The digital domain


How is the commercial real estate industry using technology and how is it benefiting borrowers?

The commercial real estate industry continues to recalibrate toward a more normal environment but must still navigate the ebb and flow of the pandemic. As a result, practitioners are approaching investment choices with a renewed focus on efficiency, better decision-making, controlling operating margins, and realistic financial outcome, and they’re looking to technology to lead the way. We’ve already seen advanced technology become mainstream in the form of the electric vehicle, blockchain, digital tokens, and cryptocurrency, and now there is an influx of capital investing in commercial real estate-related sectors that historically have been slow to innovate.

One of the main reasons commercial real estate has lagged behind other industries in pursuing technology is because the risk-reward of every real estate deal is unique. The high cost and amount of resources needed to develop technology that could overcome this lack of standardization have been an obstacle. In recent years, however, we’ve seen the advent of artificial intelligence and machine learning. These developments have opened the floodgates for innovation in the commercial real estate space. By leveraging these new technologies, companies are able to merge structured and unstructured data to make better credit and investment decisions. As information flows in and out, the subsequent decisions train the models, improving their intelligence and predictability. Over time, the end result is a powerful mechanism that will empower the next generation of commercial real estate entrepreneurs, developers, investors, capital providers, and capital seekers with smarter decision-making.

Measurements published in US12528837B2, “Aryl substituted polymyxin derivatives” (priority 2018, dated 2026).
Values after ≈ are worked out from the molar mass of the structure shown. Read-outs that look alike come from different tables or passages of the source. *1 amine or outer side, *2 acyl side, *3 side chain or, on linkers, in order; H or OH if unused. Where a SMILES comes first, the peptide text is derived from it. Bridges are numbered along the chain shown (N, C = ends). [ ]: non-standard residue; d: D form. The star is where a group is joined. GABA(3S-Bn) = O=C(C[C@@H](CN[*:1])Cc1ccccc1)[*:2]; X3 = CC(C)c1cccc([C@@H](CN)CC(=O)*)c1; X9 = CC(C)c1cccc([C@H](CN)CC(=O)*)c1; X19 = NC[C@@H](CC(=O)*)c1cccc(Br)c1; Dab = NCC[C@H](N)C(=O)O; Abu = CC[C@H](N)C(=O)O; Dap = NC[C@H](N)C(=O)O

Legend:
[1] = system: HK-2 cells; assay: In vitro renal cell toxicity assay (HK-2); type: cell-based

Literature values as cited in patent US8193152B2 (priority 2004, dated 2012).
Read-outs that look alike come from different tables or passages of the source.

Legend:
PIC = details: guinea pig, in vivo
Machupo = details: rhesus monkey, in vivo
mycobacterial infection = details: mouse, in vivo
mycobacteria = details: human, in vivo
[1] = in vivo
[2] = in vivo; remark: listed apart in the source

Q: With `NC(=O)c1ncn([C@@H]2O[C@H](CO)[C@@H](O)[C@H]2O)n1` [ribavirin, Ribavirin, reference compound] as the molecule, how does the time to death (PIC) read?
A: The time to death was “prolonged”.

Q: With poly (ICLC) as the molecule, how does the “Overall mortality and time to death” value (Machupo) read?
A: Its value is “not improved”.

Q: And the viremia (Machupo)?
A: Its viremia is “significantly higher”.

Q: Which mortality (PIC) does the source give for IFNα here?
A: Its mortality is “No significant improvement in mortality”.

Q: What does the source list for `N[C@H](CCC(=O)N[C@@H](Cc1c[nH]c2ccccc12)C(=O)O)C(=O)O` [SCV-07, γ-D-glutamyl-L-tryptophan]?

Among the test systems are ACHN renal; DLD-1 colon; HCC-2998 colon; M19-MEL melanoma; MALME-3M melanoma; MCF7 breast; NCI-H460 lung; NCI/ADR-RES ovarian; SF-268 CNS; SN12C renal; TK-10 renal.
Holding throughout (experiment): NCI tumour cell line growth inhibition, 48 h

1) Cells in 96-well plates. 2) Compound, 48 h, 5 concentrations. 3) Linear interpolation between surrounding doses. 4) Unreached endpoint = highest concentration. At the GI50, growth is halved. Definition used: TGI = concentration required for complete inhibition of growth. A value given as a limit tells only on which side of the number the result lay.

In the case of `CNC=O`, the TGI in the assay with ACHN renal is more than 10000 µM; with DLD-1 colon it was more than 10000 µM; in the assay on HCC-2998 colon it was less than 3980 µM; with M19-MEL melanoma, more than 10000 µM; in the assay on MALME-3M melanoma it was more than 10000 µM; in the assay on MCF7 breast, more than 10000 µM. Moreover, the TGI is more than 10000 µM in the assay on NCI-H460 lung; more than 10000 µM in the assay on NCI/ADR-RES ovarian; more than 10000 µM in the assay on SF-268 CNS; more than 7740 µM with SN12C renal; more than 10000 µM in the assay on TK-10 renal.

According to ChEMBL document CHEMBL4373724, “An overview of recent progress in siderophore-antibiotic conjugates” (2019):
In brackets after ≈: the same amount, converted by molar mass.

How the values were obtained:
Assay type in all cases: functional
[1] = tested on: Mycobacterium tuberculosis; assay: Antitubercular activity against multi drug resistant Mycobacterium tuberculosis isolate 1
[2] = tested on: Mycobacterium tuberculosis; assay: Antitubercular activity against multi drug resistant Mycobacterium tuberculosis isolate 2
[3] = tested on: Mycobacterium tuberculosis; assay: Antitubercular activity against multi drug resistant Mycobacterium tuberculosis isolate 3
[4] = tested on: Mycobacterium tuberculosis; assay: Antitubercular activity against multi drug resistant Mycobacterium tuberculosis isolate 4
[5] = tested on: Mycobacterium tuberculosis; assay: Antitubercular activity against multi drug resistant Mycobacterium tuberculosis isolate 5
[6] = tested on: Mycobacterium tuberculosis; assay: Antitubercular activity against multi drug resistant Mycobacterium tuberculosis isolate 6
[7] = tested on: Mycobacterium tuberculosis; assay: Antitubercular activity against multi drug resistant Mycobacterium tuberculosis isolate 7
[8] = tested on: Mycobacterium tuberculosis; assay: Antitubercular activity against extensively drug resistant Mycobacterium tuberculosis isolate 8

A laundry list of data points is used to feed the models and is tracked at the national, state, city, ZIP code, neighborhood, block, street, and even a particular door of an office building level. These inputs include behaviors such as spending and traffic patterns, key fob door entries, credit-card spending data trends, Uber and ride-sharing service data, public transportation usage, airport arrivals and departures, and national and state park visitors. Also going into the mix are demographics data such as number of job postings in the area, high school and college graduation rates, and crime and police activity rates for a particular block. In the past, harvesting granular data inputs was too labor intensive and cost prohibitive. With the entrance of application programming interface (API), an intermediary technology that allows two applications to talk to each other, combined with the increasing availability of data through both private and public sources, it is now easier to aggregate information and layer it with machine learning. The end result is a new ability to create sophisticated rating algorithms and signals that can accurately predict whether an asset is worth the investment or not.